Saturday, October 25, 2008

A short introduction on Group Therapy

So you're an individual. A special taste, a special approach, a special quality. You wander around the mirror gallery of Life reflecting your own light in the eyes of others, and that keeps your spirit high. You've been groomed to excellence, open-minded rationality and moral independance.

You look up to De Gaulle, Stanley Kubrick and John Lennon. You'd like to be the one who wrote Lolita, the one who sang "Money" and "Another brick in the wall" back in the 70's, the one who decorated the Sixtine Chapel in the Vatican. And more than that, you'd like to go further, to be even better than them, to be courted and remembered.

You want to be the Special One, not for Chelsea Football Club but for your wife, your friends and family. So you try to be special, not for the sake of it but because you believe people can really feed eachother and learn on themselves by meeting superior folks. And to be fair you also love to meet people of special quality, you're not afraid of them even if they sometimes can stand in your light.

So you pass a phone call, you say "Hi" to the desk , you get on the elevator that brings you up to the 9th floor. Today's the day and you wear a tie. Some people of special value answered your application letter and offered you a job interview. You learned economy, sciences and art to be ready for this day. You travelled around the world, you learned from your mistakes and you're eager now to make them benefit from your so hardly built individuality.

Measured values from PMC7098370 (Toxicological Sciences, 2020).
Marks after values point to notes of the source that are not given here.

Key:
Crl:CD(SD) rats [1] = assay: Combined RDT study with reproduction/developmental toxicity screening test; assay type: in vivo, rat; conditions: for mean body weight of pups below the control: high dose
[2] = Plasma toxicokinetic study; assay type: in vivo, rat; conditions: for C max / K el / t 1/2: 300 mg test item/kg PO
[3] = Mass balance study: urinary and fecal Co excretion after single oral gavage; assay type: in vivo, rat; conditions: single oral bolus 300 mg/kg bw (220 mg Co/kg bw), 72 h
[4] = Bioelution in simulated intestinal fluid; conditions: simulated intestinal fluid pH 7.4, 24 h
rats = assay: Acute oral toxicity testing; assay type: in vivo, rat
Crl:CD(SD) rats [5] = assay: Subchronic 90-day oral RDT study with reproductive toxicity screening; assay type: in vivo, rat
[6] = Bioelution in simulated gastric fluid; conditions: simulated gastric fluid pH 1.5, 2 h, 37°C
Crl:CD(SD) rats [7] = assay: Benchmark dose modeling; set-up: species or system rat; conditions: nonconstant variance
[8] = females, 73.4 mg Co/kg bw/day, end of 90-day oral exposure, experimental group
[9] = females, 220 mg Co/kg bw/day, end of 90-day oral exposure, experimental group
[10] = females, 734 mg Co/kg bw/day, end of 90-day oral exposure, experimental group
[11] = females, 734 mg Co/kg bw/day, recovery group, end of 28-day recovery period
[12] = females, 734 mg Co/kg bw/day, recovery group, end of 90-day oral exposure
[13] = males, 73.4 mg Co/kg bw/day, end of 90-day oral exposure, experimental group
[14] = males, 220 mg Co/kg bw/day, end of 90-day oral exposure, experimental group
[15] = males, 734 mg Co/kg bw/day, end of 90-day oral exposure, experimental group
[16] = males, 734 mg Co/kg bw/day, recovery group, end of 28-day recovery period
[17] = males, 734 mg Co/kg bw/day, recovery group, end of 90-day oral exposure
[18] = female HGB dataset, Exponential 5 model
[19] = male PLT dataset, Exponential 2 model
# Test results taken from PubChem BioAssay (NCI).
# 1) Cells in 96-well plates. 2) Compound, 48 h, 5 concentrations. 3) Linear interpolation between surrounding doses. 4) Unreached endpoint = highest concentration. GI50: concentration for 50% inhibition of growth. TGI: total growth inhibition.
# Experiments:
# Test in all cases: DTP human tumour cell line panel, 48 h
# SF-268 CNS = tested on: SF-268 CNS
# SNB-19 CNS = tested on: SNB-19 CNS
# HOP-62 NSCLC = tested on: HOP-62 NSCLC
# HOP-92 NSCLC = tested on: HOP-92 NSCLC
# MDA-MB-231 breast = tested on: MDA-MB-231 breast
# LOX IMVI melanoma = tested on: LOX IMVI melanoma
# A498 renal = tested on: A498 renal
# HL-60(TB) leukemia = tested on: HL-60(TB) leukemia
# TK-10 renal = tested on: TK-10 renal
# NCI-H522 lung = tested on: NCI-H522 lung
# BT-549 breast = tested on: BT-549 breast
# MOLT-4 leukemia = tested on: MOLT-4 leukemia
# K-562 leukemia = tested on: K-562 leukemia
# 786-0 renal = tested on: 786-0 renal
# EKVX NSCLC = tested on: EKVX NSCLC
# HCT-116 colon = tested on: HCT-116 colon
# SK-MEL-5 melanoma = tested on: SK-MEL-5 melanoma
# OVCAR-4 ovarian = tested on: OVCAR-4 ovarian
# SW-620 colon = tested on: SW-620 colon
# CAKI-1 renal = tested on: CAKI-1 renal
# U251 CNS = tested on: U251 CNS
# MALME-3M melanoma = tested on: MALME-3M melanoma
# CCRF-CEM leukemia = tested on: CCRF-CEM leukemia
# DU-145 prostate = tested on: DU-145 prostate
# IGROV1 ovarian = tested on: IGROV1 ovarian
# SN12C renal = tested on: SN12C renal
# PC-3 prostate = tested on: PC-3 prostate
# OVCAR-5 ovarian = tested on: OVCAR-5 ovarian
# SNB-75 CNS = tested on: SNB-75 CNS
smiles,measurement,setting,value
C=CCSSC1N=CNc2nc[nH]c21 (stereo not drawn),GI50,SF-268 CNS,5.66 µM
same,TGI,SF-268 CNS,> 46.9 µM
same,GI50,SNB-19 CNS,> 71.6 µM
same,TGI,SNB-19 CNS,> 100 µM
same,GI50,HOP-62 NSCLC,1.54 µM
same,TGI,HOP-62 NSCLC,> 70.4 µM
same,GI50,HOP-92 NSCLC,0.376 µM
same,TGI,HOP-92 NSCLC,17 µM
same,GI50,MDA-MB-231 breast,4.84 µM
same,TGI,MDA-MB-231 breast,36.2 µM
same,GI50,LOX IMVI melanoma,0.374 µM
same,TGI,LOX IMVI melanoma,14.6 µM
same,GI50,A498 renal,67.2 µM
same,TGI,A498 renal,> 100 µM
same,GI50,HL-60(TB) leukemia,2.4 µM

The door opens and there are a dozen other guys in the room, with a suitcase on their knees sitting around a white table. They look at you with suspiscion, but not the lady in the middle, welcoming you in her purple tailor. You risk a smile, you're a bit shy. "Will I be able to shine enough to impress her?" you ask yourself. "Do I have the skills? Are my minds all right? Do I still remember what Samuelson and Irving Fisher said about the fluctuation of the exchange market?"

But instead of asking you or anyone in the room about all these things, she simply walks to a cupboard and returns with a puzzle box. Inside the box there are pieces, 13 pieces and she gives one to every participant.
And then she says: "Each one of you guys owns a piece of the puzzle that can't be shown to the others. Your job as a team is to get information from each participant in order to reconstruct the puzzle. You have 15 minutes." Then she plugs a camera and steps off the room.

15 minutes later the die is cast. Stephanie Mc Mullen has been spotted as a potential leader. Henry Hill showed good interaction. Lizzie Sanchez really helped the team by connecting the feedback. You kept your mouth shut all along the process. You're out. You failed the group therapy.

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